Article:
I left my bike parked outside of Asia SF (bachelorette party) for hours & hours one Saturday night.
    When I got back, the thieves had been to town on it! But didn’t manage to steal more than my saddle and (carbon, sniffle) seat post.

    But they did leave behind a metal bar in my u-lock, left over from their attempt to pry it off! (I had locked it around the back tire, in the rear triangle.)

    I ended up biking the 2 miles home, standing on the pedals. In heels, naturally.
    It was difficult, but I didn’t realize how messed up my rear wheel was until the next day, when I had to get it replaced.

    • ladyfleur

      May 30, 2013 at 12:20 pm

      Ugh. That’s awful, but at least they didn’t get the whole bike. I hope your ride home wasn’t too hilly. Late night + heels + hills + no saddle = tough ride.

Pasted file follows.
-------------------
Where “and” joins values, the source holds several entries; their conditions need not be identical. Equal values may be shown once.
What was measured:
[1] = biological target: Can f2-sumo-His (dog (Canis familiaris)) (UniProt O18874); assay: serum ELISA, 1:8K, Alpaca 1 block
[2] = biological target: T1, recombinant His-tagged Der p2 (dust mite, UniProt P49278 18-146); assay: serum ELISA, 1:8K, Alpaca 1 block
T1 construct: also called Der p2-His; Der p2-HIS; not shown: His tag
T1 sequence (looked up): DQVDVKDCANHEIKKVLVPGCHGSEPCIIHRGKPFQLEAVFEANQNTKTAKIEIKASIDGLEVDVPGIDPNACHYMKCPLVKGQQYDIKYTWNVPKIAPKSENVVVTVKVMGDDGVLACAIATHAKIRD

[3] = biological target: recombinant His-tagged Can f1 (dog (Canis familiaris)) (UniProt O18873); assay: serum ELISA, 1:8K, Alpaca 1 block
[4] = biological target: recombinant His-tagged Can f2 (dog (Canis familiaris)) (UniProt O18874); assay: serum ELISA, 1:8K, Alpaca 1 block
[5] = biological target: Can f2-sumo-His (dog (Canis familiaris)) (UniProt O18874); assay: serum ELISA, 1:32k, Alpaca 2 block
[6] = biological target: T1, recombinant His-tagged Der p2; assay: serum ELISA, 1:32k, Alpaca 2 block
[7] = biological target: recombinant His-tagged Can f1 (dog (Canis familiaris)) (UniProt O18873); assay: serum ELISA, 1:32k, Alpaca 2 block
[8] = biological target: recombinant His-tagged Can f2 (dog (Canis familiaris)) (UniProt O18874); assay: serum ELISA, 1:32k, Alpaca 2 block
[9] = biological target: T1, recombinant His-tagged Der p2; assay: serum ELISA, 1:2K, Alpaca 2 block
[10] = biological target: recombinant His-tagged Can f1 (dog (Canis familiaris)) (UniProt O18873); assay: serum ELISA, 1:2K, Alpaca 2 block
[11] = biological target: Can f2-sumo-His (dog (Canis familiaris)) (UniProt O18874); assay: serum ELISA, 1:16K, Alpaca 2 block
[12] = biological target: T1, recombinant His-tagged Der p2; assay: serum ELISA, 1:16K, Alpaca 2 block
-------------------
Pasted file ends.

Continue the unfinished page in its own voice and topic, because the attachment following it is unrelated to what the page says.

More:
14. Matt

    August 15, 2013 at 1:58 pm

    I watched them install the Bikeshare racks at Redwood City Caltrain today. I looked at the planned Bikeshare stations, and they are all within reasonable walking distance of each other. I’m still not clear on the concept. You have to park it at another Bikeshare rack, but why use Bikeshare if the destination rack is only a few blocks (I.e., minutes) away?

    • ladyfleur

      August 15, 2013 at 6:10 pm

      The stations need to be close enough that no one has to walk more than a couple of blocks at the start or end of the ride. The problem with the pilot is that it’s only covers a small area that is mostly within walking distance. A broader system like DC or NYC has stations equally close to each other but covers a much bigger area.